It’s the first Friday in February and the search is in high gear. The mission: to replace the coach who sparked the most improved unit in major college football in 2021.

Mike Macdonald spent one season at Michigan and helped turn a backsliding program into one that shocked the sports world by winning its first Big Ten title in 17 years en route to making the College Football Playoff. But then in late January, the Wolverines’ defensive coordinator left Ann Arbor to return to his former team with a big promotion, taking over the Baltimore Ravens defense.

Almost no one around the Big Ten had heard of 34-year-old Macdonald when Jim Harbaugh hired him off brother John’s staff to replace Don Brown. Macdonald had no experience as a coordinator, but Harbaugh trusted the intel he got from his brother and the feel he got from Macdonald. Replacing him would be as critical as finding him. This time, as Harbaugh set up his search for the Wolverines’ new DC, he had some unique directives he hoped would help sort out the candidates.

In addition to getting to know each coach, Harbaugh wanted the candidates to have a big-picture plan readied for the Wolverines’ defensive personnel in 2022: what they’d keep from Michigan’s 2021 system and why, what they’d change and why; as well as have some early game-plan thoughts, specifically for Michigan State on first and second downs and Ohio State on third downs.

In the past, Harbaugh had hired coordinators without even formally interviewing them. But allowing 6.3 yards per play on first down in a 37-33 loss to archrival Michigan State can change a man.

“Knowing Jim, every coordinator he’s ever hired has probably been a different process because it’s probably what he thinks is important at that particular moment,” one former Wolverines assistant told The Athletic.

One of this year’s candidates, Wisconsin linebackers coach Bobby April III, was flying down to Orlando, Fla., for a family trip to Disney World when Michigan called him about the vacancy. That meant pulling an all-nighter, doing a deep dive into Michigan’s returning personnel and what they did under Macdonald to be ready for the Zoom with Harbaugh and the Wolverines defensive staff. Harbaugh’s dad, Jack, a former college coach, would also be on the call the following Monday at 9 a.m.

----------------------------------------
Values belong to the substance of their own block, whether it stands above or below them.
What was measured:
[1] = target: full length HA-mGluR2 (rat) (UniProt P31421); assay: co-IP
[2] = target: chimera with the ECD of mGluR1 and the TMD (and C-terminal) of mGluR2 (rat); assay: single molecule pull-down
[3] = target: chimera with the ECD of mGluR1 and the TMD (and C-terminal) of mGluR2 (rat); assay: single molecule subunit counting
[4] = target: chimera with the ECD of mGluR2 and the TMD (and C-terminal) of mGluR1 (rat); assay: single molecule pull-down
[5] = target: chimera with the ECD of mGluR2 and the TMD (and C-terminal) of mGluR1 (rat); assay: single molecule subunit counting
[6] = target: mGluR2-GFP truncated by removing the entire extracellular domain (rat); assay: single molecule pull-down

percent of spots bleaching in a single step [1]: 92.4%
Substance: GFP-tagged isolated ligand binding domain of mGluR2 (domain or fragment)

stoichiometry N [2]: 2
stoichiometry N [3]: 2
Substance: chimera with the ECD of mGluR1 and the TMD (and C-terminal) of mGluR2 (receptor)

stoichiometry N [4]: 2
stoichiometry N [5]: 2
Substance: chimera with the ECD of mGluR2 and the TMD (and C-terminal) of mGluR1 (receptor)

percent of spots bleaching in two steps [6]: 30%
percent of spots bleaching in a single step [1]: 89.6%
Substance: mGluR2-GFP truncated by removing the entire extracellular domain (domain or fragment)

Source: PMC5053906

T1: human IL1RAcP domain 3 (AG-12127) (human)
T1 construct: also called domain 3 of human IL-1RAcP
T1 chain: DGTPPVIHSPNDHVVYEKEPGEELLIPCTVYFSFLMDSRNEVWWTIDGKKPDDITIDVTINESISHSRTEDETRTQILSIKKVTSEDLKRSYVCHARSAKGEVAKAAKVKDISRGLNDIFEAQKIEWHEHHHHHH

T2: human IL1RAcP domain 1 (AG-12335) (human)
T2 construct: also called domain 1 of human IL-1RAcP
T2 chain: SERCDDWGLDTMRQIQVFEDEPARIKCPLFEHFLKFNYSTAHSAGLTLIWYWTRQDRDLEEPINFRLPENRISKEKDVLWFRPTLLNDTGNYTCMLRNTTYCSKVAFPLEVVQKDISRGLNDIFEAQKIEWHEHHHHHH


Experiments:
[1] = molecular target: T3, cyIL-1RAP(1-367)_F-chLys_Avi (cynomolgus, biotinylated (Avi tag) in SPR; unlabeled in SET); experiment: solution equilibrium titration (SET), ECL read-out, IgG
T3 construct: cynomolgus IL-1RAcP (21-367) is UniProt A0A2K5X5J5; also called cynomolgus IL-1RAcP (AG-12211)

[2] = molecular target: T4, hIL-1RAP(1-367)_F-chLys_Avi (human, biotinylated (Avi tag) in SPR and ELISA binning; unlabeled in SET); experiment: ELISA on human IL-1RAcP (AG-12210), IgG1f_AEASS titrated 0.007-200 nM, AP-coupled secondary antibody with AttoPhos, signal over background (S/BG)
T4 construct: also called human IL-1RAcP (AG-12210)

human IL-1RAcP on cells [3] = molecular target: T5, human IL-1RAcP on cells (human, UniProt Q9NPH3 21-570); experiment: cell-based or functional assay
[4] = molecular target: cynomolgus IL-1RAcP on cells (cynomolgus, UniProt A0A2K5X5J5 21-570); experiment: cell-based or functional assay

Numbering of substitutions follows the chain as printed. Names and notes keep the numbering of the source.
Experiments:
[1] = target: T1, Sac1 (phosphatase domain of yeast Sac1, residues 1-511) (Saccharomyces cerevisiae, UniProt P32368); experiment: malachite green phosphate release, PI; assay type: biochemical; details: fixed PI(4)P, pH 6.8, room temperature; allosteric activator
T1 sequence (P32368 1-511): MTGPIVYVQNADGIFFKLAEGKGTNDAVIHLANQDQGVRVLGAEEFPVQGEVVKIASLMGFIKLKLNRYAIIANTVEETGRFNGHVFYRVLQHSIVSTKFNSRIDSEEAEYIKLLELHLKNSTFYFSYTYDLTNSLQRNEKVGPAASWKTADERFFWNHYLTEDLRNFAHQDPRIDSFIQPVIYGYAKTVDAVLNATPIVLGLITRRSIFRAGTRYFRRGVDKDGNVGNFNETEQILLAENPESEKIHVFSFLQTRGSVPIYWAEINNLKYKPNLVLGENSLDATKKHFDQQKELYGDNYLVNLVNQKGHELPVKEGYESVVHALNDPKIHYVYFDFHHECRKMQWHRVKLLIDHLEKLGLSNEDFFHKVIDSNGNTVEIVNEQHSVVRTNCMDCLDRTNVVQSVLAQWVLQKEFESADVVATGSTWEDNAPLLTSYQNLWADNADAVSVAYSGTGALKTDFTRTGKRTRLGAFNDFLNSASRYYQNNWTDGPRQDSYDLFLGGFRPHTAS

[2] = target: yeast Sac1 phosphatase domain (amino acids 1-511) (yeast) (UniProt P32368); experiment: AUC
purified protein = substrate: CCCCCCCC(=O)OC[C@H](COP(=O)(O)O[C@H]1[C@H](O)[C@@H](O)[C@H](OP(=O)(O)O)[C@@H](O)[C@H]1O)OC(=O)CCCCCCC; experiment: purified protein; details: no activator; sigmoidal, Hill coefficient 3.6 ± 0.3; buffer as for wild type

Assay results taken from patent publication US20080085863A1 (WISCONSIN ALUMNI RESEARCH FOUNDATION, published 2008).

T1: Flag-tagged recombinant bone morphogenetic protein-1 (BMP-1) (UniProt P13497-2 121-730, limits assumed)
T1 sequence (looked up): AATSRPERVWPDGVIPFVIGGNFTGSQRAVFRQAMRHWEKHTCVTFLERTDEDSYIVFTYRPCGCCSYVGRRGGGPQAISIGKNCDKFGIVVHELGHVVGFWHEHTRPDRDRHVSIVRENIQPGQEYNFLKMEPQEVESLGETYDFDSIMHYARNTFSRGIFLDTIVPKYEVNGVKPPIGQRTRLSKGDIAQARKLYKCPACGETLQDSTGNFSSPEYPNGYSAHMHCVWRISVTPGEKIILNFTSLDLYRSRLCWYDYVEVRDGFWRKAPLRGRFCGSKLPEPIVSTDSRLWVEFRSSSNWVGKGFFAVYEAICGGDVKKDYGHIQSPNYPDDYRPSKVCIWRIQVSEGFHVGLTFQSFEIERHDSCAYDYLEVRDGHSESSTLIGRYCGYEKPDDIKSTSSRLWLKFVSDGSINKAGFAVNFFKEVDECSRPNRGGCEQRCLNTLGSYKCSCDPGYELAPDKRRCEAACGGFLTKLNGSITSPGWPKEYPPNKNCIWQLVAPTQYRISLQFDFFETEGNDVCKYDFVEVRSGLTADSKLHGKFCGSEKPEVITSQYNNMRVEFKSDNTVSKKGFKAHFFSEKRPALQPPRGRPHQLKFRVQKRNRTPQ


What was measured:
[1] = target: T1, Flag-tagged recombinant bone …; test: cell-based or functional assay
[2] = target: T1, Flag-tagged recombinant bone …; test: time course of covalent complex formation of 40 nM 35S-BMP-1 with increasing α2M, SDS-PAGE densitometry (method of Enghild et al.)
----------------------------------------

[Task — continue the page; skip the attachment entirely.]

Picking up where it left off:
Zooms can be an awkward medium for coaching interviews, particularly because of technology’s fickle nature. The cost and convenience of Zoom, though, has enabled coaches to meet with more candidates. “Zoom has changed everything,” one coach said. “I interviewed 13 guys for a quality control job. It was awesome.”

The coach Harbaugh ultimately hired — a former colleague of Macdonald’s with the Ravens, Vanderbilt defensive coordinator Jesse Minter — was not one many observers viewed as a front-runner. Vanderbilt ranked No. 120 in the country in 2021 in fewest yards per play allowed — although the Commodores’ talent, by SEC standards, was underwhelming. More telling: Minter, a 2015 Broyles Award nominee for his work as Georgia State’s DC, was already well-versed in the system Macdonald had brought with him from Baltimore, save a few new concepts that had been worked up in Ann Arbor. With Michigan beginning spring football just two weeks later, finding a coach who spoke the same language seemed like a likely move.

For April and the other candidates who didn’t get the offer, the interview process was still a huge opportunity because they might’ve impressed someone else in the room. What often happens in these job interviews is more arbitrary than the schemes that, sometimes, get drawn up in them. This is the story of the quirkiest process in football: how coaches actually do their hiring.